I’m so glad I live here now. Basque people are so lovely and kind,  so polite, so positive, so gracious and welcoming to foreigners. I hope people treat them really well when they are in the UK.

Urban Legend: Santutxu is “the most populated”/Leyanda Urbana: Santutxu “es lo más poblado”

I keep on hearing this phrase:

“Santutxu is the most densely populated neighbourhood in Europe”

and this article is going to be about my quest to improve my knowledge of stats and verifying internet info.

According to the Wikipedia article:

Santutxu is the most densely populated neighbourhood of Bilbao and Europe, at 41,430 hab/km2.

A reference is given to a random PDF, of unknown origin, with lists of statistics purporting to be from 2006. However, in this PDF, there are several neighbourhoods that have a higher population density than Santutxu, such as:

Uribarri 42.981

Iturrialde 50.108
Solokoetxe 53.055

San Frantzisko/San Francisco 43.200

I love the freedom of information the internet affords, but I feel like it leaves me with more questions about knowledge than answers. How can one verify information on the internet? What is a reliable source? How can I learn to understand statistics and their manipulation without falling asleep?


Escucho la siguiente frase de vez en cuando:

“Santutxu es el barrio más poblado de Europa”

y este artículo es sobre mi camino para mejorar mi conocimiento de estadística y averiguar información sur la red.

Según este artículo de Wikipedia:

Santutxu is the most densely populated neighbourhood of Bilbao and Europe, at 41,430 hab/km2.

La referencia para esta información es un pdf cualquiera, de origin anónima, que dice que es estadística de 2006. Sin embargo, en este mismo PDF, hay bastantes estadísticas que dicen que hay barrios más poblados de Bilbao. Por ejemplo:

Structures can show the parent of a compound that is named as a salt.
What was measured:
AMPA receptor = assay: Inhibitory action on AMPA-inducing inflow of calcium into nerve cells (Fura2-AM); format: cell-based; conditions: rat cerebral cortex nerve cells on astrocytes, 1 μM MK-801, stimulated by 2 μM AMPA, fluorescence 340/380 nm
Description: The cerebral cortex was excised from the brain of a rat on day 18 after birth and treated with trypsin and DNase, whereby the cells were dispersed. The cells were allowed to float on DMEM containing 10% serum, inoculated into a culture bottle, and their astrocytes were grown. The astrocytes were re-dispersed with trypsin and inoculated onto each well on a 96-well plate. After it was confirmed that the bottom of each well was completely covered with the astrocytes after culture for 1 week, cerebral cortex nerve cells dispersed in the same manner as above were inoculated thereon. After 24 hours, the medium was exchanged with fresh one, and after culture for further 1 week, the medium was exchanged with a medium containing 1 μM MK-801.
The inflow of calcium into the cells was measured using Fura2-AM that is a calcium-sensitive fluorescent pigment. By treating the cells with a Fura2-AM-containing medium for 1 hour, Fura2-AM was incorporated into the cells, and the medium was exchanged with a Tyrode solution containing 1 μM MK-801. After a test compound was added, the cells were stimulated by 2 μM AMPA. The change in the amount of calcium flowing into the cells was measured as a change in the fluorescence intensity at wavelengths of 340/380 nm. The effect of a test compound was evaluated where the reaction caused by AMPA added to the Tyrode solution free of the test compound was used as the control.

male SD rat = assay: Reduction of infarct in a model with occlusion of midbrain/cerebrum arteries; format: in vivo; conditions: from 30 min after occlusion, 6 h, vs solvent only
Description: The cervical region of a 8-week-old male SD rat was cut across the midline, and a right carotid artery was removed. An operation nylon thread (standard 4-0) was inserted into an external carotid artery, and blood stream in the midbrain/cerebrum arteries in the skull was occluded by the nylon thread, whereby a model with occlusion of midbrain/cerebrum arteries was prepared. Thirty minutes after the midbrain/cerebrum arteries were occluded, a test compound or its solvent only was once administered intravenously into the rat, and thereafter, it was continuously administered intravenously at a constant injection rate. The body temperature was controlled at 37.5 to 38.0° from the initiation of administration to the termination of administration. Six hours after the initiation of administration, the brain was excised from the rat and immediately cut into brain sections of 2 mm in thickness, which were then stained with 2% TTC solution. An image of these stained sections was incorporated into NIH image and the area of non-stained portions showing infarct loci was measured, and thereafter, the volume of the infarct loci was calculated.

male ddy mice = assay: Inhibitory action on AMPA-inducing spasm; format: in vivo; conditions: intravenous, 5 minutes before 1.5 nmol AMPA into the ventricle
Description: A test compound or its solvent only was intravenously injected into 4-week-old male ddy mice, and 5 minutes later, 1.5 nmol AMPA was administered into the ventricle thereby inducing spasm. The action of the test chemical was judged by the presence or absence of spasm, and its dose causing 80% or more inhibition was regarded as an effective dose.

Uribarri 42.981

Iturrialde 50.108
Solokoetxe 53.055

San Frantzisko/San Francisco 43.200

Me encanta la libertad de información de internet, pero a veces me siento que me deja con más preguntas que respuestas. ¿Cómo puedo averiguar información de internet? ¿Qué es una fuente fiable? ¿Cómo puedo aprender a entender estatística y su manipulación sin quedarme dormida?

Impressions of New York

While I was in San Francisco for a week in January, I was offered a 4 week job in New York, travel and accommodation included, to facilitate some fundraising events. It was an opportunity too good to miss, so I spent between February and April teaching English “intensives” in my house to make ends meet, then off I went to New York, jokingly warning my boyfriend: “Maybe it will be so great I won’t come back!”

As I sat on the train from the airport into Manhattan, I listened to people around me talking, and it suddenly hit me: I was in New York, surrounded by New Yorkers. It was a surreal moment!

I arrived in the East Village, where I was staying. I loved the winding streets, the dark red bricks of the buildings, the crisp air, the people and their dogs, the hipsters and their cool clothes. I loved the quiet diner where the waitress called everyone “baby” in a loud, sing song, nasal voice.

During my month of work I had plenty of time to see various parts of the city. My first general impressions was of the crowds, and of a strong sense of order and things running like clockwork. For example, any medium sized supermarket you went into would be FULL of people, but the line ended with a screen that had a number on it, telling you which cashier to go to (“39, blue”), and this process moved really quickly. Coffee shops were full of people in their own little bubble worlds, staring at their phone/tablet/laptop. Manhattan had a real, urban feel to it, and any green space, big or small, was densely populated with people trying to take a restful moment.